• Fiddle leaf fig trees.   These trees are a very popular choice at the moment.  They can be bought as young trees or as full sized ones; outdoors in warm climates or indoors in any climate, these stunning plants bring any room to life.

But remember that not all plants survive in all outdoor areas.  If your porch is not enclosed, check before buying a plant to make sure it will survive, and thrive, in your planting zone.

3.  Add Color

A splash of bright color is bound to make your entryway space come to life. You could invest in a rug made of recycled plastics which is environmentally friendly, gorgeous to look at, and easy to clean.

Alternatively, an enclosed porch could benefit from tasteful artwork or a wall hanging that takes it from a bland entryway to a stylish part of your home you can be proud of. Adding color to a particularly neutral, bland space in your home can transform it for the better, and what’s more, this can be achieved relatively cheaply without any stress or hassle!

In conclusion, your porch isn’t just a neutral place you bypass on your way into your house. The porch can be a beautiful, welcome entry to your home with these simple steps!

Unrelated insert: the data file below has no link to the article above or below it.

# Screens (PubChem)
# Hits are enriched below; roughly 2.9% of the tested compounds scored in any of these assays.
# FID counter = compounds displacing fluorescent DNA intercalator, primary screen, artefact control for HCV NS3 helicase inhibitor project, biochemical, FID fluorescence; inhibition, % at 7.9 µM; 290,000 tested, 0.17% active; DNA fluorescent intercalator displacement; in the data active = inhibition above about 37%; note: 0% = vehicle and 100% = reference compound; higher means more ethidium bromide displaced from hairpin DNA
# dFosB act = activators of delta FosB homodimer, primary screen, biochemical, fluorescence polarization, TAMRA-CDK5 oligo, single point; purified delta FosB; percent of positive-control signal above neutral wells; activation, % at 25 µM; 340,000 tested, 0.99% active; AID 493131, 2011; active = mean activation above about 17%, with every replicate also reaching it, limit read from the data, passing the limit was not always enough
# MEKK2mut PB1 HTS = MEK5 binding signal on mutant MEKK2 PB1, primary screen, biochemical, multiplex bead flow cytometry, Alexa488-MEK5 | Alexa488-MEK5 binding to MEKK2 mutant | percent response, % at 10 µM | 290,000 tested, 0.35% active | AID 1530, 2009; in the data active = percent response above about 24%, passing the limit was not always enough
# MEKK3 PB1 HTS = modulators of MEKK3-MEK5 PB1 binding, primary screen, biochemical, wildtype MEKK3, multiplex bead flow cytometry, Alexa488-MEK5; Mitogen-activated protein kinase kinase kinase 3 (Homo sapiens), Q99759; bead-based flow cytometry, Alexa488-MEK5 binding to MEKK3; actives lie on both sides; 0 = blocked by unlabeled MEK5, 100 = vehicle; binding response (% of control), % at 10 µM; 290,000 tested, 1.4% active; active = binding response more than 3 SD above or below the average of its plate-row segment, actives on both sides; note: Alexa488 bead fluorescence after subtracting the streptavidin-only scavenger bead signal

Posts on this website are for entertainment only and are not tutorials.

 

Here you’ll find seasonal goodies, my current decor obsessions, and more!

 

Want to see more? Browse my photo gallery or check out these categories:

Our Kitchen Remodel Series
Our Master Bath Remodel Series
Entertaining
My Dressing Room Remodel
Dan’s Workshop
Decorating and Holidays
Our Little Sunglo Greenhouse
Floral Design
Garden Design
The June Bug Diaries
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Two Projects With One Pumpkin

I recently bought a few pumpkins for our front porch.  One of them was this white pumpkin.